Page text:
Virtual assistants like Apple's Siri, Amazon Alexa, or Google Assistant add a third dimension to the chatbot concept by combining deep learning capabilities with the underlying technology. These data science innovations allow for speech recognition and customized responses, resulting in a personalized experience for the users.


The healthcare industry has benefited greatly from deep learning capabilities ever since the digitization of hospital records and images. Image recognition applications can support medical imaging specialists and radiologists, helping them analyze and assess more images in less time.

Deep learning hardware requirements

Deep learning requires a tremendous amount of computing power. High performance graphical processing units (GPUs) are ideal because they can handle a large volume of calculations in multiple cores with copious memory available. However, managing multiple GPUs on-premises can create a large demand on internal resources and be incredibly costly to scale.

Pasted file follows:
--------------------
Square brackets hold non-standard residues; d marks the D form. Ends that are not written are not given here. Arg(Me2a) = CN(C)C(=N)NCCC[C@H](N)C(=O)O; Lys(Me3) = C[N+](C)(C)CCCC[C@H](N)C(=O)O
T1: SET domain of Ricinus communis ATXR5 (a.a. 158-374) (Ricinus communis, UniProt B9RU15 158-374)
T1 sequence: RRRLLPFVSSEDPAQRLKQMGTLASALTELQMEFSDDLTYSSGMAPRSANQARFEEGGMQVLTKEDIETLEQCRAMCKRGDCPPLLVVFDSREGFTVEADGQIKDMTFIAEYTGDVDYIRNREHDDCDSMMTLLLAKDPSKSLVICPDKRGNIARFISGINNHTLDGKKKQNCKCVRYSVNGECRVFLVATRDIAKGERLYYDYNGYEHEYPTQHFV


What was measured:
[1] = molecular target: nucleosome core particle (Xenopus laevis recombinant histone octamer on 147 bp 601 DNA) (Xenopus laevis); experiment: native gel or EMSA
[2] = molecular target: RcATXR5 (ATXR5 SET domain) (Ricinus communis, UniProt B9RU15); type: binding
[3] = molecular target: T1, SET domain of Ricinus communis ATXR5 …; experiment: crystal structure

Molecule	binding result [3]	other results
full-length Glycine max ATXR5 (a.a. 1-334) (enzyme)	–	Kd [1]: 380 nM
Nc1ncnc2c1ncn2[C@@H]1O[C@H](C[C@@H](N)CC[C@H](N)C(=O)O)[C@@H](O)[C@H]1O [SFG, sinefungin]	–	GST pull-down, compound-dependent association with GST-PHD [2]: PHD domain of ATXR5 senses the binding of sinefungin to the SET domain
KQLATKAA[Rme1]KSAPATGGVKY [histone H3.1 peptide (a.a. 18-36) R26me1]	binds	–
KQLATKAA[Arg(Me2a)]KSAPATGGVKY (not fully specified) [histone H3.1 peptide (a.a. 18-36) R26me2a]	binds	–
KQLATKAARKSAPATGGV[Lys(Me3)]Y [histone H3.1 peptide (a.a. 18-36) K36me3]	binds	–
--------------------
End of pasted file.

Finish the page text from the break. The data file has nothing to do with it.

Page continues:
Cloud-based field-programmable gate arrays (FPGA) are an elegant solution for offloading big data and machine learning resources to a cloud service provider. FGPAs can accelerate deep learning network performance to help reduce latency when using with connected services. And FPGA instances can be deployed and decommissioned on demand, for cost-saving scalability and elasticity.

Deep learning and IBM

For decades now, IBM has been a pioneer in the development of AI technologies and deep learning, highlighted by the development of IBM Watson. One of the earliest accomplishments in deep learning technology, Watson is now a trusted solution for enterprises looking to apply advanced natural language processing and machine learning techniques to their systems using a proven tiered approach to AI adoption and implementation.

Watson uses the Apache Unstructured Information Management Architecture (UIMA) framework and IBM’s DeepQA software to make powerful deep learning capabilities available to applications. Utilizing tools like IBM Watson Studio and Watson Machine Learning, your enterprise can seamlessly bring your open-source AI projects into production while deploying and running your models on any cloud.

For more information on how to get started with deep learning technology, explore IBM Watson Studio.